Catalogue


The elephant and the dragon : the rise of India and China and what it means for all of us /
Robyn Meredith.
edition
1st ed.
imprint
New York : W.W. Norton & Company, c2007.
description
252 p., [16] p. of plates : ill. ; 24 cm.
ISBN
0393062368 (hardcover), 9780393062366 (hardcover)
format(s)
Book
Holdings
More Details
imprint
New York : W.W. Norton & Company, c2007.
isbn
0393062368 (hardcover)
9780393062366 (hardcover)
contents note
Where Mao meets the middle class -- From the spinning wheel to the fiber optic wire -- Made by America in China -- The Internet's spice route -- The disassembly line -- India's cultural revolution -- Revolution by dinner party -- Geopolitics mixed with oil and water -- A catalyst for competitiveness.
catalogue key
6185915
 
Gift to Victoria University Library. Galbraith, Doris. 2008/01/29.
Includes bibliographical references (p. 219-236) and index.
A Look Inside
Awards
This item was nominated for the following awards:
Helen Bernstein Book Award, USA, 2008 : Nominated
Full Text Reviews
Appeared in Choice on 2008-03-01:
The Elephant and the Dragon is a highly engrossing, mind-gripping book all the way to the end. Meredith, a Forbes foreign correspondent, provides an objective, comprehensive, balanced presentation of the rapidly growing economies of India and China. She describes how these two countries are being transformed by major economic and political reforms and considers the implications of their stunning emergence for the US and the rest of the world. Her analysis of the colossal, tragic failure of Maoist economic and social planning and the dazzling success of the robust pragmatism of Deng is embellished with lucid reasoning. Her expression--made in China by Americans or Europeans--is witty and effective. Meredith is correct in asserting that India's delayed economic emergence was due to a misperception of colonial history and draconic inward-looking economic planning. With its large supply of quality English-speaking engineers, India has become the world's back office, which turbocharged the Indian economy into a stratosphere of economic growth. This reviewer concurs with Meredith's view that the advance of India and China is a nonzero-sum game, i.e., it will benefit all the countries. A timely, fascinating book. Summing Up: Highly recommended. General readers; undergraduate and graduate students; professionals. C. J. Talele Columbia State Community College
Appeared in Publishers Weekly on 2007-05-14:
Meredith, who covers India and China for Forbes, upends conventional wisdom in this well-reported book, arguing that the U.S. shouldn't fear these two rising economic powers. The U.S. ("buyer to the world") and China ("factory to the world") have, respectively, the largest and fourth largest economies, but they will reach parity in 2015. Though American politicians tax Chinese goods, Meredith points out that Americans actually gain from the undervalued yuan: our companies profit from the cheap goods the Chinese manufacture. Meanwhile, India ("backoffice to the world") has picked up most of the one million white-collar jobs that moved out of the U.S. by 2003. But Meredith notes that for every dollar that goes overseas, $1.94 of wealth is created-all but 33 cents of which returns to the U.S. Protrade and antiprotectionist, she makes a compelling argument that China is doing better than India because it moved toward a market economy in 1978, while India began to liberalize in 1991. She also looks critically at each country's plans for the future, noting that China's citizens save more, while India's infrastructure and education system are falling behind. She concludes that "if inward-facing India and communist China can transform themselves, so can the United States of America." (July) (c) Copyright PWxyz, LLC. All rights reserved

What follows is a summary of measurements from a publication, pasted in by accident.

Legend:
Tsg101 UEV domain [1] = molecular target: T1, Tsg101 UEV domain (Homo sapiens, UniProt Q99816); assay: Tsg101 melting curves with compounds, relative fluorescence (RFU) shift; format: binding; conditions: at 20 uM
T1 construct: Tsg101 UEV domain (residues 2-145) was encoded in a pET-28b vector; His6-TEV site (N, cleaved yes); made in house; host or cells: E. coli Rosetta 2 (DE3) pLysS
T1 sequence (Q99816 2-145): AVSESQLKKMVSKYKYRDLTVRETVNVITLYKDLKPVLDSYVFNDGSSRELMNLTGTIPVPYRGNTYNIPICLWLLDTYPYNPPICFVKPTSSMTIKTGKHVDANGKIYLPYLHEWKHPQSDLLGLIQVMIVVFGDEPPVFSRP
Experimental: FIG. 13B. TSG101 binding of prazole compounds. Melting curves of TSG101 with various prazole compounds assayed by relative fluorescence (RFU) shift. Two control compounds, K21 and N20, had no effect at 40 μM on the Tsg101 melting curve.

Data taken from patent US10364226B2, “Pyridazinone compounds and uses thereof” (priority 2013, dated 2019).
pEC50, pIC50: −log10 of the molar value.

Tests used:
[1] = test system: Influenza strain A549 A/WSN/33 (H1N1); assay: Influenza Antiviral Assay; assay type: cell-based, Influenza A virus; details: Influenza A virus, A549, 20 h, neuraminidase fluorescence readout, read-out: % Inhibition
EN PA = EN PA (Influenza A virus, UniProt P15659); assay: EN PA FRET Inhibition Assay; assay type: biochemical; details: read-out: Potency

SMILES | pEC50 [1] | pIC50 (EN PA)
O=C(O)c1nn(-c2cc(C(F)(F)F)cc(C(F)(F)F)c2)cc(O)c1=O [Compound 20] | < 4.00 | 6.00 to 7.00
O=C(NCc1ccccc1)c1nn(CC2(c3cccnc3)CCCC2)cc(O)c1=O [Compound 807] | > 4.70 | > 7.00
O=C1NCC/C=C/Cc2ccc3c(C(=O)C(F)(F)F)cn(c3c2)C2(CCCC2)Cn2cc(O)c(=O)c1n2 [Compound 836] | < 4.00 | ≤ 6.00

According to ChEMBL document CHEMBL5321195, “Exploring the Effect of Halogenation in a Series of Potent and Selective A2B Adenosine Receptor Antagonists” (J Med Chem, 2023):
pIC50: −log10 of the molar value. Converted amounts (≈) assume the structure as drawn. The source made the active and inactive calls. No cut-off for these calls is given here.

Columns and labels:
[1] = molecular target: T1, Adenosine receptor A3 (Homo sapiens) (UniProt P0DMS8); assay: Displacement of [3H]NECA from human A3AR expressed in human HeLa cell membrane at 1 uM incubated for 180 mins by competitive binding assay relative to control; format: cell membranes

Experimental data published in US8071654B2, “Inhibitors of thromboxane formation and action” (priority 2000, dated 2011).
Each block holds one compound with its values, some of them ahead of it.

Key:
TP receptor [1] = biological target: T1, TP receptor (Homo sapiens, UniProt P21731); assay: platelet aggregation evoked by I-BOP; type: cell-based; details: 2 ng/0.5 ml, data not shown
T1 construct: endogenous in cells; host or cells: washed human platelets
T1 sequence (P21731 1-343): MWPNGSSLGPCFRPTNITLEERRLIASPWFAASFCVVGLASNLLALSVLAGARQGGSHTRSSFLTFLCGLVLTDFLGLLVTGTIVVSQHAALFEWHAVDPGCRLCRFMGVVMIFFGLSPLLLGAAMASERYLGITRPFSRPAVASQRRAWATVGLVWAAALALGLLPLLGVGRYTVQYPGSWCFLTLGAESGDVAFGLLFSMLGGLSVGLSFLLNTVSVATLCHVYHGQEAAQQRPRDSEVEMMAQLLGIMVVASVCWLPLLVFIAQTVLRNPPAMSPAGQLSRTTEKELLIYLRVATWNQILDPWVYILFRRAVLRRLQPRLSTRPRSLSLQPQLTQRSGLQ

Reviews
This item was reviewed in:
Library Journal,
Publishers Weekly, May 2007
Booklist, June 2007
San Francisco Chronicle, July 2007
Wall Street Journal, July 2007
Globe & Mail, September 2007
Choice, March 2008
To find out how to look for other reviews, please see our guides to finding book reviews in the Sciences or Social Sciences and Humanities.
Summaries
Main Description
A compelling look at the major changes in store as America faces increasing competition from two emerging Asian giants. Not since the United States rose to prominence a century ago have we seen such tectonic shifts in global power; but India and China are vastly different nations, with opposing economic and political strategies - strategies we must understand in order to survive in the new global economy. The Elephant and the Dragon tells how these two Asian nations, each with more than a billion people, have spurred a new "gold rush," and what this will mean for the rest of the world.
Bowker Data Service Summary